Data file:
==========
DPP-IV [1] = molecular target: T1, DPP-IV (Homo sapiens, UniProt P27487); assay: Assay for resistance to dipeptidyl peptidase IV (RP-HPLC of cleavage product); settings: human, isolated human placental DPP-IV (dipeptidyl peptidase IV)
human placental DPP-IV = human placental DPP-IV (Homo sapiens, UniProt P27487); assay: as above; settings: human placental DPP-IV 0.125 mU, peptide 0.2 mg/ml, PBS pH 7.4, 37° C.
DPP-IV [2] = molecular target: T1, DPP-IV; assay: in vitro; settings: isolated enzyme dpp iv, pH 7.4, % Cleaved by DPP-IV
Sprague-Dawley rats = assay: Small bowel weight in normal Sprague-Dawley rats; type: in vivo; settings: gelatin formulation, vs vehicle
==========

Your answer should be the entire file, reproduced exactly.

DPP-IV [1] = molecular target: T1, DPP-IV (Homo sapiens, UniProt P27487); assay: Assay for resistance to dipeptidyl peptidase IV (RP-HPLC of cleavage product); settings: human, isolated human placental DPP-IV (dipeptidyl peptidase IV)
human placental DPP-IV = human placental DPP-IV (Homo sapiens, UniProt P27487); assay: as above; settings: human placental DPP-IV 0.125 mU, peptide 0.2 mg/ml, PBS pH 7.4, 37° C.
DPP-IV [2] = molecular target: T1, DPP-IV; assay: in vitro; settings: isolated enzyme dpp iv, pH 7.4, % Cleaved by DPP-IV
Sprague-Dawley rats = assay: Small bowel weight in normal Sprague-Dawley rats; type: in vivo; settings: gelatin formulation, vs vehicle